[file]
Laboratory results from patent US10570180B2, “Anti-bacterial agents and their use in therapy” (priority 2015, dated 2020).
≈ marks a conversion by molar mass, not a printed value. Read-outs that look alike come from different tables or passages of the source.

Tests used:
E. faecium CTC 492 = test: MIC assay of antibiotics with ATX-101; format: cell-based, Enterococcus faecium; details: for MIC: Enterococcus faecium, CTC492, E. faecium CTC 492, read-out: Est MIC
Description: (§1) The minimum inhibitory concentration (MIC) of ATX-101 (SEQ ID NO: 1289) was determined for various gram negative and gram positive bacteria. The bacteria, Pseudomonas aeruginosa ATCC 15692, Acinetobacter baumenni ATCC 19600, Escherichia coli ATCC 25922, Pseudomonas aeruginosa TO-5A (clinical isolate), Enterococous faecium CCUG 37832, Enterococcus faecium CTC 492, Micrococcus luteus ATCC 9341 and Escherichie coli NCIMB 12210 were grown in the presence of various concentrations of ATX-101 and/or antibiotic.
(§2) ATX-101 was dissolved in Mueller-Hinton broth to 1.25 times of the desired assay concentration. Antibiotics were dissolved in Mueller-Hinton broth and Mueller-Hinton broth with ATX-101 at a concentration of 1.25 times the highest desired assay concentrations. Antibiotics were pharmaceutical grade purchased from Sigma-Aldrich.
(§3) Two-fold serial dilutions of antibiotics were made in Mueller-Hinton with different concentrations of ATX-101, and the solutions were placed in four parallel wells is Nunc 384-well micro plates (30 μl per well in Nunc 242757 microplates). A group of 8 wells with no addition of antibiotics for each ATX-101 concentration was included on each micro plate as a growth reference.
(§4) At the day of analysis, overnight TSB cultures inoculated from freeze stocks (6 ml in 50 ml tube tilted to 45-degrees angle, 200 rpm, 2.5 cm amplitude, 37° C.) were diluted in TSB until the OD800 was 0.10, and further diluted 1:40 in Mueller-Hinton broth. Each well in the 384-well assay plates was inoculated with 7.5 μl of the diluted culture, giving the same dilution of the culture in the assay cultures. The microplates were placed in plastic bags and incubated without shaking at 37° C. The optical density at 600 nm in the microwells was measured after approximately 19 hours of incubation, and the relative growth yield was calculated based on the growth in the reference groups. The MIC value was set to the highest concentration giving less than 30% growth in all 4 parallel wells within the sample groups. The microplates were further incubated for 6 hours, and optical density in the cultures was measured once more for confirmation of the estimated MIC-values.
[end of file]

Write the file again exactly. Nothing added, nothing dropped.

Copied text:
Laboratory results from patent US10570180B2, “Anti-bacterial agents and their use in therapy” (priority 2015, dated 2020).
≈ marks a conversion by molar mass, not a printed value. Read-outs that look alike come from different tables or passages of the source.

Tests used:
E. faecium CTC 492 = test: MIC assay of antibiotics with ATX-101; format: cell-based, Enterococcus faecium; details: for MIC: Enterococcus faecium, CTC492, E. faecium CTC 492, read-out: Est MIC
Description: (§1) The minimum inhibitory concentration (MIC) of ATX-101 (SEQ ID NO: 1289) was determined for various gram negative and gram positive bacteria. The bacteria, Pseudomonas aeruginosa ATCC 15692, Acinetobacter baumenni ATCC 19600, Escherichia coli ATCC 25922, Pseudomonas aeruginosa TO-5A (clinical isolate), Enterococous faecium CCUG 37832, Enterococcus faecium CTC 492, Micrococcus luteus ATCC 9341 and Escherichie coli NCIMB 12210 were grown in the presence of various concentrations of ATX-101 and/or antibiotic.
(§2) ATX-101 was dissolved in Mueller-Hinton broth to 1.25 times of the desired assay concentration. Antibiotics were dissolved in Mueller-Hinton broth and Mueller-Hinton broth with ATX-101 at a concentration of 1.25 times the highest desired assay concentrations. Antibiotics were pharmaceutical grade purchased from Sigma-Aldrich.
(§3) Two-fold serial dilutions of antibiotics were made in Mueller-Hinton with different concentrations of ATX-101, and the solutions were placed in four parallel wells is Nunc 384-well micro plates (30 μl per well in Nunc 242757 microplates). A group of 8 wells with no addition of antibiotics for each ATX-101 concentration was included on each micro plate as a growth reference.
(§4) At the day of analysis, overnight TSB cultures inoculated from freeze stocks (6 ml in 50 ml tube tilted to 45-degrees angle, 200 rpm, 2.5 cm amplitude, 37° C.) were diluted in TSB until the OD800 was 0.10, and further diluted 1:40 in Mueller-Hinton broth. Each well in the 384-well assay plates was inoculated with 7.5 μl of the diluted culture, giving the same dilution of the culture in the assay cultures. The microplates were placed in plastic bags and incubated without shaking at 37° C. The optical density at 600 nm in the microwells was measured after approximately 19 hours of incubation, and the relative growth yield was calculated based on the growth in the reference groups. The MIC value was set to the highest concentration giving less than 30% growth in all 4 parallel wells within the sample groups. The microplates were further incubated for 6 hours, and optical density in the cultures was measured once more for confirmation of the estimated MIC-values.